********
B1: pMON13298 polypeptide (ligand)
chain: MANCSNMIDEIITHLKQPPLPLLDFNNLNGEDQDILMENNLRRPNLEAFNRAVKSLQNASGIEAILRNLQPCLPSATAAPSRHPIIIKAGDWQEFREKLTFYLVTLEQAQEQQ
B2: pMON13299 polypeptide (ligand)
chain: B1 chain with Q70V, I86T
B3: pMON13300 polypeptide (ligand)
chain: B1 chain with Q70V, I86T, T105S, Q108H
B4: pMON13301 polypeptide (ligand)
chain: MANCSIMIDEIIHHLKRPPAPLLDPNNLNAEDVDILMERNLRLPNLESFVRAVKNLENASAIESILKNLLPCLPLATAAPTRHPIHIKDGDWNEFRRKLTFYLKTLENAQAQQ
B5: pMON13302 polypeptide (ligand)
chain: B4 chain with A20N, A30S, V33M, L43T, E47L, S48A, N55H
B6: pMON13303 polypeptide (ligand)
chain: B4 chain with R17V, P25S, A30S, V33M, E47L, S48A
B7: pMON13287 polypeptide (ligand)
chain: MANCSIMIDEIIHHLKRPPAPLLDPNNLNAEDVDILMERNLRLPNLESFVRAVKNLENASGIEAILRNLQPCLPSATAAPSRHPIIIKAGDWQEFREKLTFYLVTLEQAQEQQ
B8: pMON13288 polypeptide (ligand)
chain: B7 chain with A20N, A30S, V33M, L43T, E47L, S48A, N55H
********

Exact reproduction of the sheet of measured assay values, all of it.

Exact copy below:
B1: pMON13298 polypeptide (ligand)
chain: MANCSNMIDEIITHLKQPPLPLLDFNNLNGEDQDILMENNLRRPNLEAFNRAVKSLQNASGIEAILRNLQPCLPSATAAPSRHPIIIKAGDWQEFREKLTFYLVTLEQAQEQQ
B2: pMON13299 polypeptide (ligand)
chain: B1 chain with Q70V, I86T
B3: pMON13300 polypeptide (ligand)
chain: B1 chain with Q70V, I86T, T105S, Q108H
B4: pMON13301 polypeptide (ligand)
chain: MANCSIMIDEIIHHLKRPPAPLLDPNNLNAEDVDILMERNLRLPNLESFVRAVKNLENASAIESILKNLLPCLPLATAAPTRHPIHIKDGDWNEFRRKLTFYLKTLENAQAQQ
B5: pMON13302 polypeptide (ligand)
chain: B4 chain with A20N, A30S, V33M, L43T, E47L, S48A, N55H
B6: pMON13303 polypeptide (ligand)
chain: B4 chain with R17V, P25S, A30S, V33M, E47L, S48A
B7: pMON13287 polypeptide (ligand)
chain: MANCSIMIDEIIHHLKRPPAPLLDPNNLNAEDVDILMERNLRLPNLESFVRAVKNLENASGIEAILRNLQPCLPSATAAPSRHPIIIKAGDWQEFREKLTFYLVTLEQAQEQQ
B8: pMON13288 polypeptide (ligand)
chain: B7 chain with A20N, A30S, V33M, L43T, E47L, S48A, N55H